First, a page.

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About bmac

  • Rank
    Senior Member
  • Birthday November 10


  • What I do for a living:
    Retired Marine

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  • Location
    Swansboro, NC
  1. Sad to hear. Same thing happened to my wife's little kitty cat a couple of years ago. Afterwards, I stained a small 4"X4" piece of plaque wood from Hobby Lobby, put a picture of her kitty on it and coated with poly (Envirotex Lite that I use on my plugs and poppers) and hung it on our screened in back porch as a little monument. That was the same place we had to put her down-- lady Vet, who was wonderful, made a house call for us which was much better than the trauma of taking a pet in yourself--especially for a cat who did not like going anywhere in a car. The wife likes to sit out there and drink her coffee in the morning. I think that little memorial brings her some peace and fond memories. But it took awhile before she could look at it without crying.
  2. Randy Hamilton's Copperhead is a very popular and effective fly but best suited for more stained water. A mix of shrimp / crab patterns like Quans, Merkins or Puglisi brush crabs, some weighted, some not for fishing tailers. Baitfish patterns like Puglisi's, Bendbacks like the Prince of Tides, Clouser minnows or Half and Halfs. A few Gurglers or similar topwater flies for when they're chasing shrimp. Cover the water column from top to bottom. Weed guards strongly advised. Some bright and flashy or black/dark purple or chartreuse for muddy water. Some more natural colors for clear shallow water. They like bunny flies too. Good news is that redfish aren't usually too selective, but they will spook in shallower water if you throw something with too much presence or if it's too bright or too heavily weighted in clear, shallow water. Some of your larger Belize flats flies will do just fine. Rubber legs are a plus. You don't need a great big fly box. Just a few proven patterns in various colors and sizes to cover the water column. Good luck.
  3. Down south of ya'all they are very effective for slot redfish in the surf. Usually my first choice as a searching lure when the water's dirty and the water is all churned up. Sometimes I'll replace the rear treble with a Colorado blade for some extra flash. Great winter lure for our river stripers too. They school up in deeper holes. Throw up current and count it down. Slow retrieve with short twitches. Deadly.
  4. You're reading my mail. My new years resolution for 2019 was to learn two handed casting / fishing. So far I've made about as much progress on that one as I have on trimming a couple of inches off my gut. Still 8 months left. Cheers.
  5. How about dudes flying in their PJs? Kind of cute for 19 year old college girls going home to see mom and dad. Not for some 30 or 40 something lard bucket scraggly face couch tater with a man bun and four days of accumulated BO.
  6. Where'd the shop cat go? Kitty? Kitty? Kitty...?
  7. Set the example in your own behavior and avoid moralistic or confrontational behavior toward people who are abiding by the law. Most Americans recoil at unsolicited judgments and course corrections from strangers. To me, that is almost as obnoxious as the self aggrandizing hero shots on social media that are often staged. I've evolved over many decades on the water, and I now do my best to be ethical and preserve the resource. My conscience reminds me that I didn't always adhere to such a high standard when I was younger. Let's not turn the beach into a college campus with shaming and virtue signaling.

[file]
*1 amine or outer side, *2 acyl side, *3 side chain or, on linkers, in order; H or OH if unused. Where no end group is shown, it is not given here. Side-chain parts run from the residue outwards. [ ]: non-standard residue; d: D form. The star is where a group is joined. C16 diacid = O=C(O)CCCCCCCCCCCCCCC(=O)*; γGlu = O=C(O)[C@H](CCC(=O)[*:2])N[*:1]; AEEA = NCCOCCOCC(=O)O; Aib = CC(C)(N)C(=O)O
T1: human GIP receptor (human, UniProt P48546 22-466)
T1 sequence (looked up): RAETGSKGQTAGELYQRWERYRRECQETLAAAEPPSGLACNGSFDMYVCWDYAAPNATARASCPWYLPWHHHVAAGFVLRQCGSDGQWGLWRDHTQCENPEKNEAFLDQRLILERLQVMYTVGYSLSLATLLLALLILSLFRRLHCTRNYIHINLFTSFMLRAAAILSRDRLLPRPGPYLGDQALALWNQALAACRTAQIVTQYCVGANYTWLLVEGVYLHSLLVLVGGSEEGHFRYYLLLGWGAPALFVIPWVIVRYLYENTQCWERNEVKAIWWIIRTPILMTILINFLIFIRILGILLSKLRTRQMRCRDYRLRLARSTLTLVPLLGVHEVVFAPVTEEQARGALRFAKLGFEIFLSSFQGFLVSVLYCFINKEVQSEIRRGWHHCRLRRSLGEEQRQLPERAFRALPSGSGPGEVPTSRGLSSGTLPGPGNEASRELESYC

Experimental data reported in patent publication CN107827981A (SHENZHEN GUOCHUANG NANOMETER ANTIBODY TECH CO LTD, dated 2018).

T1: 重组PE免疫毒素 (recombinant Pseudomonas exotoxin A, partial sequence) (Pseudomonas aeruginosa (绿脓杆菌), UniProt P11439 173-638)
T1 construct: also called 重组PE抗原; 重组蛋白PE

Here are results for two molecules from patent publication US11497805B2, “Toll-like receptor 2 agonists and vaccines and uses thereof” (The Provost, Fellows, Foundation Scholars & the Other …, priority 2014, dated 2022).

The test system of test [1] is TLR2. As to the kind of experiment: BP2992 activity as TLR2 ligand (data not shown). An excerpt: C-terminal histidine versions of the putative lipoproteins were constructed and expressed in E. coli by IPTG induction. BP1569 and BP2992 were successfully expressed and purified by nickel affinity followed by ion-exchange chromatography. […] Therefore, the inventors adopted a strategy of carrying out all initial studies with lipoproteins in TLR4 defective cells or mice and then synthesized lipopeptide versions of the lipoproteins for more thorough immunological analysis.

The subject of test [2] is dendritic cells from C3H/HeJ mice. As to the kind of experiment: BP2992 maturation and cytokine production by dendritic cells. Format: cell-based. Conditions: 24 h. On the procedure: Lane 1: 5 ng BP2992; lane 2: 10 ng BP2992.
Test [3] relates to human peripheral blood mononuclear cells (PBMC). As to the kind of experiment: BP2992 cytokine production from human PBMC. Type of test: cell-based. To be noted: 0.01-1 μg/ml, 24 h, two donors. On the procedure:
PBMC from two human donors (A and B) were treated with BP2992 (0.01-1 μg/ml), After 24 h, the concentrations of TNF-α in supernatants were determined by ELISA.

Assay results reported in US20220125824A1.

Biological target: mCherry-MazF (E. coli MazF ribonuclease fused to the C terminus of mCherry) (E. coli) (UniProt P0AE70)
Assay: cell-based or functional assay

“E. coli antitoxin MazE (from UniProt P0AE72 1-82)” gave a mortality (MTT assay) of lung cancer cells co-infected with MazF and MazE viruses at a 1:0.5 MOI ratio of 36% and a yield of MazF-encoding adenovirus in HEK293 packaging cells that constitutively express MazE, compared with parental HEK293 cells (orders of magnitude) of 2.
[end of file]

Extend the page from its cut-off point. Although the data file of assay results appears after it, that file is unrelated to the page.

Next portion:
8. Super cool! That looks like spent brass at the bottom to me. If so, I guess you just pop out the primer to through wire and epoxy in after you paint. What a great idea.
  9. For fishing bait, live or dead, a conventional reel with a clicker is better than a spinner IMO, even a Baitrunner style. But that boils down to personal preference. Level wind is another feature you might consider, and there are many choices from relatively inexpensive to high end like a Tranx or Lexa. To me, a lever drag reel is the best way to go whether trolling plugs or slow trolling or drifting / chunking live or dead baits. The ability to fine tune your drag to conditions--current, wind, trolling speed, weight and drag is a big advantage over a star drag, but a star drag is definitely simpler and easier to maintain. Penn Squall is a relatively inexpensive LD reel that comes with or without level wind, and it's a very solid, dependable. Penn Fathom is a step up. Shimano TLD is another great choice. I'd also look very hard at the Siegler SG reel. Compact, very strong reel at a reasonable price. Entirely suitable to bouncing bucktails for fluke or medium to light trolling duty or chunking. I just wish their clicker was louder. Avets are great reels too. Rods? Just too many to mention and most at very affordable prices for what you want to do. I'd go to your local tackle shop and ask them for a recommendation.
  10. Call Bob Kraft. He knows Jupiter better than anybody.
  11. Those fish are well fed. Wow. Our mutual friend Sasquatch and I have been talking about making a drive out west sometime later this year.
  12. To me, JC nails add a touch of magic to streamers that just can't be replicated with anything else. Unless you are tying presentation flies, the cheaper capes are fine for fishing. Just add dubbing wax. I still wish that I knew the rest of the story on why quality flatwing saddles went the way of the dinosaurs.
  13. I've said it before, but you have a gift with the camera right up there with your fishing skills. Great shots.
  14. Thanks for posting those pics Sudsy. I built a dryer with a rotisserie motor a long time ago, but it's a POC compared to yours. I'll be heading to Lowe's soon and will copy your ideas liberally.